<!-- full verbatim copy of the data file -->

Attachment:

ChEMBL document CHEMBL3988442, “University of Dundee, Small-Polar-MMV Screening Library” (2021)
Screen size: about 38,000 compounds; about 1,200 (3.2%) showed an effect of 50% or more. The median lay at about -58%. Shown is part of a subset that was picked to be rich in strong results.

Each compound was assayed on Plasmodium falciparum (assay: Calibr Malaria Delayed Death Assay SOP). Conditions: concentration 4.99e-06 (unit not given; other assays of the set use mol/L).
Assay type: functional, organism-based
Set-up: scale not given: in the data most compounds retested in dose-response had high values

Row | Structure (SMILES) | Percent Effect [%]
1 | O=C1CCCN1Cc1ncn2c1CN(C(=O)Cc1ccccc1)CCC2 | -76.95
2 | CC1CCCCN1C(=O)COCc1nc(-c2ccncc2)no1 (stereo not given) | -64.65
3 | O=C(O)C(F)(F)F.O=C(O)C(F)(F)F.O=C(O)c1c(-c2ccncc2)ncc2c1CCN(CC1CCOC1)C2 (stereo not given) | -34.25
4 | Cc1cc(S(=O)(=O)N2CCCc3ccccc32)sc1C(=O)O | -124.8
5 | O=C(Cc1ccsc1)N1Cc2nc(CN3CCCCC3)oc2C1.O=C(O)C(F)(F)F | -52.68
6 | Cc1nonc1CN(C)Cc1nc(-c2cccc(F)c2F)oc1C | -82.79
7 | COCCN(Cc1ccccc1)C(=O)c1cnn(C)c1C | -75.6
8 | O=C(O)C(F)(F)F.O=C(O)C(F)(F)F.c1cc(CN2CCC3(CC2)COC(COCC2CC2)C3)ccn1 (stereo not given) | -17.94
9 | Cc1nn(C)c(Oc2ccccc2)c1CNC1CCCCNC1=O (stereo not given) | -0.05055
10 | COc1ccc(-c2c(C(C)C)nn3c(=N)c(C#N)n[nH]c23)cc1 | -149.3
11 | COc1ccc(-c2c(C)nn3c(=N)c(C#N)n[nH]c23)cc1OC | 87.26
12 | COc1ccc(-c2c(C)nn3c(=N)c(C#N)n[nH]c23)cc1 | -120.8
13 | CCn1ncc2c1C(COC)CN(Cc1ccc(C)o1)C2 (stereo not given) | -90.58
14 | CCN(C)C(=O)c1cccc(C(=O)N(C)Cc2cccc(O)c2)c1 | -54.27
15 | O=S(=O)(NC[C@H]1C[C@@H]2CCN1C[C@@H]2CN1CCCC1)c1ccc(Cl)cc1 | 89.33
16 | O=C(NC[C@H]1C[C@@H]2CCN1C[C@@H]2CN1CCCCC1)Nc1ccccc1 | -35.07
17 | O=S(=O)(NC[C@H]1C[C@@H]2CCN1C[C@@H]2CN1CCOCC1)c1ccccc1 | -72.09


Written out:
ChEMBL document CHEMBL3988442, “University of Dundee, Small-Polar-MMV Screening Library” (2021)
Screen size: about 38,000 compounds; about 1,200 (3.2%) showed an effect of 50% or more. The median lay at about -58%. Shown is part of a subset that was picked to be rich in strong results.

Each compound was assayed on Plasmodium falciparum (assay: Calibr Malaria Delayed Death Assay SOP). Conditions: concentration 4.99e-06 (unit not given; other assays of the set use mol/L).
Assay type: functional, organism-based
Set-up: scale not given: in the data most compounds retested in dose-response had high values

Row | Structure (SMILES) | Percent Effect [%]
1 | O=C1CCCN1Cc1ncn2c1CN(C(=O)Cc1ccccc1)CCC2 | -76.95
2 | CC1CCCCN1C(=O)COCc1nc(-c2ccncc2)no1 (stereo not given) | -64.65
3 | O=C(O)C(F)(F)F.O=C(O)C(F)(F)F.O=C(O)c1c(-c2ccncc2)ncc2c1CCN(CC1CCOC1)C2 (stereo not given) | -34.25
4 | Cc1cc(S(=O)(=O)N2CCCc3ccccc32)sc1C(=O)O | -124.8
5 | O=C(Cc1ccsc1)N1Cc2nc(CN3CCCCC3)oc2C1.O=C(O)C(F)(F)F | -52.68
6 | Cc1nonc1CN(C)Cc1nc(-c2cccc(F)c2F)oc1C | -82.79
7 | COCCN(Cc1ccccc1)C(=O)c1cnn(C)c1C | -75.6
8 | O=C(O)C(F)(F)F.O=C(O)C(F)(F)F.c1cc(CN2CCC3(CC2)COC(COCC2CC2)C3)ccn1 (stereo not given) | -17.94
9 | Cc1nn(C)c(Oc2ccccc2)c1CNC1CCCCNC1=O (stereo not given) | -0.05055
10 | COc1ccc(-c2c(C(C)C)nn3c(=N)c(C#N)n[nH]c23)cc1 | -149.3
11 | COc1ccc(-c2c(C)nn3c(=N)c(C#N)n[nH]c23)cc1OC | 87.26
12 | COc1ccc(-c2c(C)nn3c(=N)c(C#N)n[nH]c23)cc1 | -120.8
13 | CCn1ncc2c1C(COC)CN(Cc1ccc(C)o1)C2 (stereo not given) | -90.58
14 | CCN(C)C(=O)c1cccc(C(=O)N(C)Cc2cccc(O)c2)c1 | -54.27
15 | O=S(=O)(NC[C@H]1C[C@@H]2CCN1C[C@@H]2CN1CCCC1)c1ccc(Cl)cc1 | 89.33
16 | O=C(NC[C@H]1C[C@@H]2CCN1C[C@@H]2CN1CCCCC1)Nc1ccccc1 | -35.07
17 | O=S(=O)(NC[C@H]1C[C@@H]2CCN1C[C@@H]2CN1CCOCC1)c1ccccc1 | -72.09